Thinking of travelling for the Easter holidays? You're in luck, because Naidex has put together our top 6 accessible cities. The destinations highlighted below have innovated and adapted in order to meet the needs of people with disabilities, and are great options for anyone looking for an accessible holiday! So check out our suggestions, and get travelling!
God Adgang (Good Access) is an Accessibility Label scheme that celebrates its 15th anniversary this year. The scheme includes seven labels aiming at people with different types of disabilities, from wheelchair users, to people with reduced mobility, visual impairments, hearing impairments, asthma or allergy, mental disabilities and reading difficulties. The aim of the Danish initiative is to provide users with clear information about the accessibility of the facilities they want to visit.
The city has made it a priority to adapt and improve its infrastructure for universal access. Accessibility for all is a key focus within Edinburgh’s community, and visitors of the city with disabilities can find a range of information and tools to help make their visit an unforgettable experience. There are plenty of local initiatives to assist hotels and venues welcoming guests with special needs, and some locations such as the Edinburgh Airport and the Edinburgh International Conference Centre (EICC) are now, for example, designated autism-friendly.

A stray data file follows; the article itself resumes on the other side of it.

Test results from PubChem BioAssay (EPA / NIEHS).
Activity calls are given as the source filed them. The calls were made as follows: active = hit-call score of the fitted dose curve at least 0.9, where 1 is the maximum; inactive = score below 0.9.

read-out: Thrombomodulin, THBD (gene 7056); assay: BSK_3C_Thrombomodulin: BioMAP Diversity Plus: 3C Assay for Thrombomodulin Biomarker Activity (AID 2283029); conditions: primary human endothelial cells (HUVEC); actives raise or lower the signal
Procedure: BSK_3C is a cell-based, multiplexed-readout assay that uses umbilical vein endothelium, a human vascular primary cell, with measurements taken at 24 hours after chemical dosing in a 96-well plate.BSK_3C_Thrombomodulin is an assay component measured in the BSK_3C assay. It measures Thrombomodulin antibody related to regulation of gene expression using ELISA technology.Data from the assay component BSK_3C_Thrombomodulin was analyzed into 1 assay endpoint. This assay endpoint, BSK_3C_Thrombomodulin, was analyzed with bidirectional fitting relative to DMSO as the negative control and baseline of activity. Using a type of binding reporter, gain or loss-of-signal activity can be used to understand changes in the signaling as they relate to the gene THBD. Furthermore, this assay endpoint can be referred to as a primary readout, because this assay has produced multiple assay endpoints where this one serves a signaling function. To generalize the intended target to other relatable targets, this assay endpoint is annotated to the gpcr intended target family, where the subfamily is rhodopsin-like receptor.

Ahead of the 2020 Tokyo Olympic and Paralympic Games, there have been efforts to make the city, and the whole of Japan, increasingly accessible. The Tokyo 2020 Accessible Guidelines will promote measures to make railways, roads and buildings accessible to everyone, emphasising the importance of planning a city that is friendly to all its residents and visitors.
Berlin has made universal accessibility a key focus that is now fully ingrained in the city’s policies. There is even an app called ‘accessBerlin’ which is an invaluable travel aid for any visitor with special needs. What’s more, Berlin’s accessible hotels have been certified under the Reisen für Alle ("Tourism for All"), the nationwide certification scheme for accessibility that provides visitors with detailed and certified information.
Melbourne has an initiative called ‘Good Access is Good Business’ which helps businesses meet the legal and community expectations that all residents and visitors, no matter their ability, should have equal access to goods, services, and facilities. The initiative encourages businesses to be accessible by making it clear that if they’re not, they could be missing out on a lot of potential customers, and it seems to be working! What’s more, the city’s 'Open Innovation Competition' yielded a range of creative solutions that use smart technologies to create an universally accessible city.
The city has taken measures to adapt and improve its infrastructure for universal accessibility. In fact, Madrid has worked with PREDIF (Spanish Representative Platform for the Physically Disabled), whose mission is to improve the quality of life of people with disabilities, as well as with many different tourism organisations, to ensure the city’s tourism is accessible to everyone.
Want to know more about travelling with a disability? Make sure you head to Naidex this March - as experts from Airbnb will be discusing their pioneering Adapted Experiences at Airbnb!
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